When Giovanni Carlo Sacchet and Antonio Mario Zaccheo Sr. founded the Carpineto winery in 1967, they wanted to create a Chianti Classico that would elevate the Tuscan wine’s reputation as a lowly table wine served in a cheap straw fiasco. The ambitious duo succeeded by using cutting-edge technology to produce an award-winning, internationally recognized wine and, in the process, revitalized Tuscany’s reputation as a world-class wine region.
Fast forward to 1993 when Carpineto set the wine world on its head again with Dogajolo Toscano Rosso I.G.T. The young Super Tuscan, or “Baby Tuscan,” brought forth completely new characteristics to the wine world. Traditionally, Super Tuscans were considered special-occasion wines. Carpineto, however, combined the deep colors of a young wine with the wood-aged elegance associated with more mature wines, along with a distinctive fruit and fragrance bouquet to create something new. Dogajolo’s Baby Tuscan instantly became a runaway success. Along the way, the Dogajolo (pronounced “Dog-ay-yolo) line of wines grew from the flagship Rosso to a collection of high-quality white, red, and rosé blends with an expressive fruit character and a distinctive Tuscan flair.
Dogajolo’s success helped cement Carpineto’s status as a leading force in the wine industry. In today’s world, however, it is not enough just to create outstanding wine. First-rate wineries must also employ bold, climate-conscious solutions to build a brighter future. Headlines about disastrous wildfires in California and Australia, droughts in Europe, and grape variants on the verge of extinction constantly remind us how climate change is affecting the wine world.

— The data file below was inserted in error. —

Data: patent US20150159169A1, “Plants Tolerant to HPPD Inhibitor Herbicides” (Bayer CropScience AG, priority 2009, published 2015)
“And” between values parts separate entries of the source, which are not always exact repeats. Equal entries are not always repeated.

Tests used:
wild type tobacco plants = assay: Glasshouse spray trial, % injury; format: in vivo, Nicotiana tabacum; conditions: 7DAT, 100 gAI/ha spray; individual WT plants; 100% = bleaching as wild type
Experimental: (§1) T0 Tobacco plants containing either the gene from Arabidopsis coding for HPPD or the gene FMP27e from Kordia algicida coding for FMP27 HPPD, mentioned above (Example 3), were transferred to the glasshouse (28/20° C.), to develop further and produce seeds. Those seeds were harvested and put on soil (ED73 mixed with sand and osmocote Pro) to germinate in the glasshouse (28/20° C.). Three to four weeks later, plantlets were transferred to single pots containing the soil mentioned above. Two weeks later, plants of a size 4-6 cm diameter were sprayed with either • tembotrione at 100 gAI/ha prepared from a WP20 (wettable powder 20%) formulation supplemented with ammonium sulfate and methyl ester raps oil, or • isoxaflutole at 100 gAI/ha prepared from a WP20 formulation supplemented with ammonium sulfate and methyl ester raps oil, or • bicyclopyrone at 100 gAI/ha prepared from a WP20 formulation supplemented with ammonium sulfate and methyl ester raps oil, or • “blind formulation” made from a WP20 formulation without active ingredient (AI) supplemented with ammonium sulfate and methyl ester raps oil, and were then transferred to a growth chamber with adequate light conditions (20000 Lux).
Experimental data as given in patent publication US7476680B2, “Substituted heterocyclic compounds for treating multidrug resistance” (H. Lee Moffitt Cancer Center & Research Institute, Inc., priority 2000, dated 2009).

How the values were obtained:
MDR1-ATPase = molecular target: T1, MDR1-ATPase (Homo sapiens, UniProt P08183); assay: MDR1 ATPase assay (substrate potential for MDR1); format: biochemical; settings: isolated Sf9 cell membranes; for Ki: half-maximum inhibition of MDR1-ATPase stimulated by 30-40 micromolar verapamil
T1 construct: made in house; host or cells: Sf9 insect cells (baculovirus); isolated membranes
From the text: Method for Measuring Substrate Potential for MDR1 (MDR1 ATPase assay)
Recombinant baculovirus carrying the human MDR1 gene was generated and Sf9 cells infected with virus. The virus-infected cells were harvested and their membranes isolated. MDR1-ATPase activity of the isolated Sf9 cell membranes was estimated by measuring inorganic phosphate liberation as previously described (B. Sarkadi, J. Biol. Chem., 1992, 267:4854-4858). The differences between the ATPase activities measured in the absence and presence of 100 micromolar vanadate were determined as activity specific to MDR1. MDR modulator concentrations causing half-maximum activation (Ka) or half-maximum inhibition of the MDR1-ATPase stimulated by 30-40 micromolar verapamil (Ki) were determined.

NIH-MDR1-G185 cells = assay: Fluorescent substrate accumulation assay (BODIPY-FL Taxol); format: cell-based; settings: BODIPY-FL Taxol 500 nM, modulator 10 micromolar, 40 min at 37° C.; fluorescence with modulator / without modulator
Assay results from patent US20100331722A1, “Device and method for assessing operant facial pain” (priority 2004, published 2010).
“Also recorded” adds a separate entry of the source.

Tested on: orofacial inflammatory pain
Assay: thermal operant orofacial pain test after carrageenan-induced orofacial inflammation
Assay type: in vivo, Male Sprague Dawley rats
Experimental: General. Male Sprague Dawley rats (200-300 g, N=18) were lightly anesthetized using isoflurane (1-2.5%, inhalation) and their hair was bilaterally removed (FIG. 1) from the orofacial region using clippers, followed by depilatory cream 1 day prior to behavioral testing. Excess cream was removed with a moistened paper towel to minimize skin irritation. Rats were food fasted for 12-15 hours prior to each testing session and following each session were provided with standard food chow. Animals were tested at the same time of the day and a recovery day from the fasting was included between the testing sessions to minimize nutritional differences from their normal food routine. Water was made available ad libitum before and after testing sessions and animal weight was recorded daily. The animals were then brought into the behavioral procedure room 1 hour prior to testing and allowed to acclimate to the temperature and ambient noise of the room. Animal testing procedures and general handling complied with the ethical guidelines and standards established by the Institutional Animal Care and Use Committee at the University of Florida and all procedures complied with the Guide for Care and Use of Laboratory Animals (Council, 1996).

Caterina Sacchet is now the second-generation winemaker for Carpineto and understands the importance wineries have in acting as a steward to the land. She grew up in her family home above the main wine cellar, surrounded by vineyards and olive trees, and would like to see those vineyards preserved for generations to come. Following in the footsteps of her father and mentor, Giancarlo Sacchet, she is an advocate of modern, sustainable agricultural methods.
“We believe in sustainable farming and being good keepers of the land; therefore our operation is actually carbon-neutral and our wines are vegan-friendly,” said Sacchet.
In the soft rolling hills around Tuscany, the Sacchet and Zaccheo families still work together to manage vineyards on five estates. These vineyards are at the front lines of the climate crisis as wine producers are increasingly aware of how vulnerable their vineyards’ terroir is to climate change. Grape growers seek to reduce their environmental impact through sustainable farming.
What does sustainable farming look like in the Dogajolo vineyard? For starters, the Chardonnay, Grechetto, and Sauvignon Blanc grapes used to produce Dogajolo Toscano Bianco were planted in estate vineyards after a careful study aimed at identifying the best environmental practices for the production of the wine. Grape growers use dry-farming techniques on the hillside vineyard to greatly reduce the need for irrigated water. In addition to being environmentally responsible, environmental advocates suggest dry farming also produces more intensely flavored grapes. While this might be up for debate, Dogajolo Toscano Bianco, with pleasant citrus flavors and a clean, delicate finish, is a crowd-pleaser.